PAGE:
Mobiles risk becoming networks of last resort
South Africa’s mobile operators have charged inflated voice rates for a long time, and the market, regulator and government agree this is unsustainable. By Rob Lith.
Recent events are evidence of unprecedented pressure on mobile network operators to lower their prices. Yet a sober analysis reveals that the networks are really their own worst enemies, and can turn their fortunes around by simply lowering prices.
The latest proposed cuts in the mobile termination (interconnection) rates are the most obvious threat to the mobile operators, because it comes from official circles. In response, Vodacom and MTN have joined court action against Icasa, the regulator, to stop the lower rates becoming reality.
Meanwhile, another threat looms. As a recent TechCentral column by Marius Burger of Indian Atlantic Telecoms points out, “over the top” (OTT) providers such as Skype are pricing mobile operators out of the market with low-cost calls over rent-free Internet protocol networks.
But it goes even further than that. Wi-Fi networks are becoming increasingly ubiquitous, with several high-profile rollouts under way, including MWeb’s Home ADSL hotspot initiative. Cellular data rates are as high as voice rates, leaving cellular in danger of becoming a network of last resort.
If that’s not threat enough, a range of global technology developments threaten to wrest control over mobile communications away from the operators. Carrier-agnostic Sim cards, for one, could, in time, allow deep-pocketed hardware makers like Apple to buy bulk minutes and bandwidth from global operators, decoupling communications from specific providers (and freeing consumers from restrictive contracts). With one number, they could travel anywhere and use the best local network, thereby avoiding roaming rates. Already, the Netherlands is allowing this.
All these developments spell trouble for the networks, but in truth they are merely market reactions to the mobile operators’ unfair pricing practices. The operators have charged inflated voice rates for a long time, and the market, regulator and government agree it is unsustainable.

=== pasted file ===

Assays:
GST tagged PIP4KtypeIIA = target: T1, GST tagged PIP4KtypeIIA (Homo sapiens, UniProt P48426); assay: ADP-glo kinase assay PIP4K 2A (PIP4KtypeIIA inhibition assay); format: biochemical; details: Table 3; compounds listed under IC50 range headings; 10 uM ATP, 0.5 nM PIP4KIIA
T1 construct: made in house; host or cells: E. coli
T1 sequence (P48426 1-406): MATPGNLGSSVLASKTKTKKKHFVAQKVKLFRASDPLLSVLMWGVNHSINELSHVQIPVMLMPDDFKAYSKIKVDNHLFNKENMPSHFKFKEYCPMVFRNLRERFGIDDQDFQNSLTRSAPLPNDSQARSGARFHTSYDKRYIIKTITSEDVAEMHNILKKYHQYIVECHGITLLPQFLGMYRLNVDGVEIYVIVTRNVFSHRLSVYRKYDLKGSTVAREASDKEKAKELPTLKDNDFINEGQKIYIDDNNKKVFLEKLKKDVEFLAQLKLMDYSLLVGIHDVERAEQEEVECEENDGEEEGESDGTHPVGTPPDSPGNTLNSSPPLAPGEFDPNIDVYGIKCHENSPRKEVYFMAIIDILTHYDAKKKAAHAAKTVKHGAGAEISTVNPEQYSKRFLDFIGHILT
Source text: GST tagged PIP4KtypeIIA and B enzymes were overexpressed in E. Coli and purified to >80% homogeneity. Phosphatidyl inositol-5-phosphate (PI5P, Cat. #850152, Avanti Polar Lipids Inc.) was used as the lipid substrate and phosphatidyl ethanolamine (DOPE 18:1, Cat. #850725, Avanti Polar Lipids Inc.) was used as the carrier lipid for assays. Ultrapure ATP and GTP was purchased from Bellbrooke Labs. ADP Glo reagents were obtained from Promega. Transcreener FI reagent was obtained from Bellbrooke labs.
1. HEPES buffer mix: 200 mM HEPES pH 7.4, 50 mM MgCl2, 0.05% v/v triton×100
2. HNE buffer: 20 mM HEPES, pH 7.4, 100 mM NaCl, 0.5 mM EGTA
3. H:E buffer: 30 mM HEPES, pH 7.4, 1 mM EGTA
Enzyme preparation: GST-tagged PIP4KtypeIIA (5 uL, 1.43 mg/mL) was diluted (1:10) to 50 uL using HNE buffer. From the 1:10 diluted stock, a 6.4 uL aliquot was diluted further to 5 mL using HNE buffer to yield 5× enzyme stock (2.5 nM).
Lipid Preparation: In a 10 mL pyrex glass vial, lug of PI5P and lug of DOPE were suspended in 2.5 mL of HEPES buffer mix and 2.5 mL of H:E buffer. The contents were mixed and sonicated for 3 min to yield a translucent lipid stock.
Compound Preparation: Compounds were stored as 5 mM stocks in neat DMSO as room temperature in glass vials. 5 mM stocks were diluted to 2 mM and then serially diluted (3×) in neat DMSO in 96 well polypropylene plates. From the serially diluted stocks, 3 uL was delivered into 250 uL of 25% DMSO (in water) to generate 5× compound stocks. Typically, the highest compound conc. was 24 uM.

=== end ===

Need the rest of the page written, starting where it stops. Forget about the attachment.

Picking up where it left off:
In the circumstances, the proper course of action is not to turn a blind eye to new competition, take the regulator to court or engage in a brand-damaging public spat between peers, all in the interests of defending excessive charges.
There is a way out. In short, they must charge less — much less — and do so willingly and quickly. This would give cellular unprecedented appeal, and the volumes alone will take care of the rest.
Not convinced? Consider how mobile pricing has already driven consumers into the arms of OTT providers. If given the choice, these consumers would like the best of both worlds: great rates offered by IP and the fantastic network coverage and quality offered by cellular networks.
It remains to be seen if the networks will suddenly change tack. They certainly seem prepared to go on the defensive with vociferous media campaigns and court cases.
Meanwhile, the usual protectionist tactics continue unabated. Sim lock-in remains a tactic of choice, and operators have hinted at charging more for “voice data” sent over their IP networks than “data data”.
But change — sooner rather than later — is advisable. Why bother to defend progressively slimmer margins while risking long-term market alienation? It is infinitely better to change course now, protect future profits and become an attractive option to consumers.
Evidence of this elevated mind set can already be found in the industry. Alan Knott-Craig, CEO of Cell C and previously of Vodacom, has made the visionary statement that mobile operators must focus on providing the best pipes in the business, at rates that don’t make you blanch, and traffic will naturally gravitate to it.
All providers that connect their subscribers with others pay an interconnect rate. If the cellular networks accept lower termination rates, OTT and other voice-over-Internet protocol providers are more likely to actively develop and promote their services over mobile termination applications.
The alternative is a large-scale migration from cellular networks.
- Rob Lith is director of Connection Telecom